Lifecycle Quality Management

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In a previous article “Requirements based Development” I discussed the importance of capturing requirements at a business level (as opposed to a merely functional level) as a pre-cursor to all development efforts. In this article, I want to talk about Borland’s Lifecycle Quality Management suite, which is predicated on this assumption as it applies to testing and QA.

Now, before I go on, and for those of you that don’t know: Borland is no longer (primarily) a vendor of development tools (JBuilder, Deplhi and so on) and is now focused on supporting all of the functions that surround and support development, including change management, portfolio management, testing (of various types), requirements management and so on. The company’s overall vision of its suite is encapsulated in the term Application Lifecycle Management (ALM), in which requirements capture and testing are key components of Lifecycle Quality Management (LQM).

Borland’s view is that there are three things that you have to do right if you want your software development efforts to meet their associated business goals: you need to completely understand the requirements of the application you are building, you need to deliver correct code that meets those requirements, and you need to minimise defects in that code. I don’t think anyone would argue with this.

In terms of requirements management, Borland is one of only very few vendors to have recognised the importance of capturing these at a business level rather than at low level. This is done through its Caliber product, which integrates with SilkCentral (part of the Segue acquisition that Borland made), which provides test case generation based on the requirements captured in Caliber, as well as providing test planning and execution, and issue and defect tracking that links in turn to StarTeam, which provides software change and configuration management.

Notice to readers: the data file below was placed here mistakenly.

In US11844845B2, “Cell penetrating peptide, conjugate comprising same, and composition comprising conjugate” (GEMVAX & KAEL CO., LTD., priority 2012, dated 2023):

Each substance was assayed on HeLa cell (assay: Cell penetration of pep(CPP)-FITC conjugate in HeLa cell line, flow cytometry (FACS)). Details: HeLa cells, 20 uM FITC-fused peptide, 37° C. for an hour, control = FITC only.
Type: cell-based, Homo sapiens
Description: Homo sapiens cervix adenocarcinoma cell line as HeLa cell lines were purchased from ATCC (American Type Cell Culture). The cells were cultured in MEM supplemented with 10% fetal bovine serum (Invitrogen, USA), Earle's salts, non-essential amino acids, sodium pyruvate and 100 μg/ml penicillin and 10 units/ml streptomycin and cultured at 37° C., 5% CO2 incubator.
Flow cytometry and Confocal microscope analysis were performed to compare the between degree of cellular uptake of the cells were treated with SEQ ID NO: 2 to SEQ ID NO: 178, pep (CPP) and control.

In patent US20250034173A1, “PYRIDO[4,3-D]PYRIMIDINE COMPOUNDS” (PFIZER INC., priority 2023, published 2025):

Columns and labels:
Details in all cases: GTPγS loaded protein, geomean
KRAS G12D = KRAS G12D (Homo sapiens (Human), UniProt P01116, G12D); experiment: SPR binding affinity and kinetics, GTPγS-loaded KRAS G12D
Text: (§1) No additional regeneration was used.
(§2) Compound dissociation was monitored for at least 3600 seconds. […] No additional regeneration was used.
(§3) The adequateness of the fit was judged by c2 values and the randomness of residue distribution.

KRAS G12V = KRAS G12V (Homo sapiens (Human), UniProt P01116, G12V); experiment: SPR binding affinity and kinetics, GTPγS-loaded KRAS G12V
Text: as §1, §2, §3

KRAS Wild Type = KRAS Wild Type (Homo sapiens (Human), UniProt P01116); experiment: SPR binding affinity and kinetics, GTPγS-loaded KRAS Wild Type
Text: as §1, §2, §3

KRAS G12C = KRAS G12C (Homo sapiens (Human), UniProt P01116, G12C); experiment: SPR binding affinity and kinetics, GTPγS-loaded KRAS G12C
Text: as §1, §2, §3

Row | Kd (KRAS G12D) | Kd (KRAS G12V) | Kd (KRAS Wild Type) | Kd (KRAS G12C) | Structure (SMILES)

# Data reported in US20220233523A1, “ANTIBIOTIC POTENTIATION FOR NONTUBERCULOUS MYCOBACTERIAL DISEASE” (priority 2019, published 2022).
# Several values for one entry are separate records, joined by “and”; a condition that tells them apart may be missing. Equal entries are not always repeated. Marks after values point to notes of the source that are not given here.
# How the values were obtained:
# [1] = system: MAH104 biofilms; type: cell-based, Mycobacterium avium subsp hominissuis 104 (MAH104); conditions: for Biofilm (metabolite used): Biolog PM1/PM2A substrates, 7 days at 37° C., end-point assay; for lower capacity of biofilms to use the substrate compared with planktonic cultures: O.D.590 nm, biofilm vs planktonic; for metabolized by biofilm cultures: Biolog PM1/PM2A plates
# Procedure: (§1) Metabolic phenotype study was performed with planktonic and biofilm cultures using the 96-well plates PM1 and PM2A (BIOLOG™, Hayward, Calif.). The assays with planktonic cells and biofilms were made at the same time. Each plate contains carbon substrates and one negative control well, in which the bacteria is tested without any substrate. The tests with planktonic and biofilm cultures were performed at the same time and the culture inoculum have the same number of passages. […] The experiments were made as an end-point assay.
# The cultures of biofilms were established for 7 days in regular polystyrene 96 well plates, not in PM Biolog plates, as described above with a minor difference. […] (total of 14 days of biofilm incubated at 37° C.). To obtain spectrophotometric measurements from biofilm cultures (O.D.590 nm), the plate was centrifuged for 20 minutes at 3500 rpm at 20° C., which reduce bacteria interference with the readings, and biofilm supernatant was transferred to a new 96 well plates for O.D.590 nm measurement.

As one can tell from this description, SilkCentral plays a role not just in requirements management but, more particularly, in test management, providing integrations to three further related products: SilkPerformer, which provides performance and scalability (load) testing (note that there is also an SOA edition of this product); SilkTest, which provides automated functional testing; and the shortly to be released (general availability is expected in January 2007) Gauntlet, which provides a continuous build and test automation system that integrates testing in the code development phase with version control, the idea being that you test earlier and more frequently—as we all know, the early you detect problems the cheaper and easier it is to fix them.

Finally, LQM will integrate with two further elements: Together, which provides a model-driven development environment, and Tempo, which provides product and portfolio management. Both of these are currently available as stand-alone products but will be integrated into LQM in the future, with Together providing model-driven testing and Tempo adding demand management and resource allocation capabilities.

This is only a very quick rundown of what Borland’s plans are but it should give you a good idea of the company’s intentions: to provide a seriously complete environment for developing high quality applications. In my view, the fact that it starts by looking at requirements at a business level is fundamental and will undermine any competitor that cannot do this.